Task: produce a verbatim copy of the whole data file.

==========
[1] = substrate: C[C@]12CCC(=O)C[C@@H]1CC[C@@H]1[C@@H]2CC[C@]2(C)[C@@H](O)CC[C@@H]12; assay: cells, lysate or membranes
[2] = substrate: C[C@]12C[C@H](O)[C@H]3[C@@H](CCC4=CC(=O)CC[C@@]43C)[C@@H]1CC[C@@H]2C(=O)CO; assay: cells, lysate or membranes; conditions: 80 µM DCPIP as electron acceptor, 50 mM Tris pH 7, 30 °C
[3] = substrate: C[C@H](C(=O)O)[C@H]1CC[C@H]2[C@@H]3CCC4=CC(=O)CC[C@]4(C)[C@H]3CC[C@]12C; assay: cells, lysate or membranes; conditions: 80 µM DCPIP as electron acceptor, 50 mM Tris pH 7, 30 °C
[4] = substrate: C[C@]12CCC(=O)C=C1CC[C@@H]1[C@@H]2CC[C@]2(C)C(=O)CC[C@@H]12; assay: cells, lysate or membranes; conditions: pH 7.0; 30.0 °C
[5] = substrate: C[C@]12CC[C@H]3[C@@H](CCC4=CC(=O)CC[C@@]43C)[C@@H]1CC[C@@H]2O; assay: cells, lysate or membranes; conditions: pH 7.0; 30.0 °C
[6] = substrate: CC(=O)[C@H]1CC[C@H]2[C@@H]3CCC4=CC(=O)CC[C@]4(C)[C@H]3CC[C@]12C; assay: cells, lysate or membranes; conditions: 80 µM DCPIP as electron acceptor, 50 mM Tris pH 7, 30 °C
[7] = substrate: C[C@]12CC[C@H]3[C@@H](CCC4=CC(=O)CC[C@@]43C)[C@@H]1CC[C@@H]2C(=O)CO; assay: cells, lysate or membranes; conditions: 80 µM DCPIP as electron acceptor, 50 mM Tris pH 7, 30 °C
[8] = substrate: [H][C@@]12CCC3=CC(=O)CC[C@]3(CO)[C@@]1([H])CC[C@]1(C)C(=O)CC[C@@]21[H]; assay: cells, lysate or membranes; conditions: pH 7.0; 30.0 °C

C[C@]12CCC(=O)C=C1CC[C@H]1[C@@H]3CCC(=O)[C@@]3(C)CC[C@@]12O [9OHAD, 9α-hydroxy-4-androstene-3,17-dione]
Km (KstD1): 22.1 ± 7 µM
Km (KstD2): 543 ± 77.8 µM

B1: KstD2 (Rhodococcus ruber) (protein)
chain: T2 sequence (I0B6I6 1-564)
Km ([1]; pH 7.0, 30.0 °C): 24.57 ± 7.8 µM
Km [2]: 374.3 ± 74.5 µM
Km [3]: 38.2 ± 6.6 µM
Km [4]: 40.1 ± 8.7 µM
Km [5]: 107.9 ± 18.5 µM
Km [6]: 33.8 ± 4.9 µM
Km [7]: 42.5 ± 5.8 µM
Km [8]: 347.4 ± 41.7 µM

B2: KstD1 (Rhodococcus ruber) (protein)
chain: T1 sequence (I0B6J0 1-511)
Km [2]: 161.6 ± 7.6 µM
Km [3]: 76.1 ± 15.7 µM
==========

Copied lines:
[1] = substrate: C[C@]12CCC(=O)C[C@@H]1CC[C@@H]1[C@@H]2CC[C@]2(C)[C@@H](O)CC[C@@H]12; assay: cells, lysate or membranes
[2] = substrate: C[C@]12C[C@H](O)[C@H]3[C@@H](CCC4=CC(=O)CC[C@@]43C)[C@@H]1CC[C@@H]2C(=O)CO; assay: cells, lysate or membranes; conditions: 80 µM DCPIP as electron acceptor, 50 mM Tris pH 7, 30 °C
[3] = substrate: C[C@H](C(=O)O)[C@H]1CC[C@H]2[C@@H]3CCC4=CC(=O)CC[C@]4(C)[C@H]3CC[C@]12C; assay: cells, lysate or membranes; conditions: 80 µM DCPIP as electron acceptor, 50 mM Tris pH 7, 30 °C
[4] = substrate: C[C@]12CCC(=O)C=C1CC[C@@H]1[C@@H]2CC[C@]2(C)C(=O)CC[C@@H]12; assay: cells, lysate or membranes; conditions: pH 7.0; 30.0 °C
[5] = substrate: C[C@]12CC[C@H]3[C@@H](CCC4=CC(=O)CC[C@@]43C)[C@@H]1CC[C@@H]2O; assay: cells, lysate or membranes; conditions: pH 7.0; 30.0 °C
[6] = substrate: CC(=O)[C@H]1CC[C@H]2[C@@H]3CCC4=CC(=O)CC[C@]4(C)[C@H]3CC[C@]12C; assay: cells, lysate or membranes; conditions: 80 µM DCPIP as electron acceptor, 50 mM Tris pH 7, 30 °C
[7] = substrate: C[C@]12CC[C@H]3[C@@H](CCC4=CC(=O)CC[C@@]43C)[C@@H]1CC[C@@H]2C(=O)CO; assay: cells, lysate or membranes; conditions: 80 µM DCPIP as electron acceptor, 50 mM Tris pH 7, 30 °C
[8] = substrate: [H][C@@]12CCC3=CC(=O)CC[C@]3(CO)[C@@]1([H])CC[C@]1(C)C(=O)CC[C@@]21[H]; assay: cells, lysate or membranes; conditions: pH 7.0; 30.0 °C

C[C@]12CCC(=O)C=C1CC[C@H]1[C@@H]3CCC(=O)[C@@]3(C)CC[C@@]12O [9OHAD, 9α-hydroxy-4-androstene-3,17-dione]
Km (KstD1): 22.1 ± 7 µM
Km (KstD2): 543 ± 77.8 µM

B1: KstD2 (Rhodococcus ruber) (protein)
chain: T2 sequence (I0B6I6 1-564)
Km ([1]; pH 7.0, 30.0 °C): 24.57 ± 7.8 µM
Km [2]: 374.3 ± 74.5 µM
Km [3]: 38.2 ± 6.6 µM
Km [4]: 40.1 ± 8.7 µM
Km [5]: 107.9 ± 18.5 µM
Km [6]: 33.8 ± 4.9 µM
Km [7]: 42.5 ± 5.8 µM
Km [8]: 347.4 ± 41.7 µM

B2: KstD1 (Rhodococcus ruber) (protein)
chain: T1 sequence (I0B6J0 1-511)
Km [2]: 161.6 ± 7.6 µM
Km [3]: 76.1 ± 15.7 µM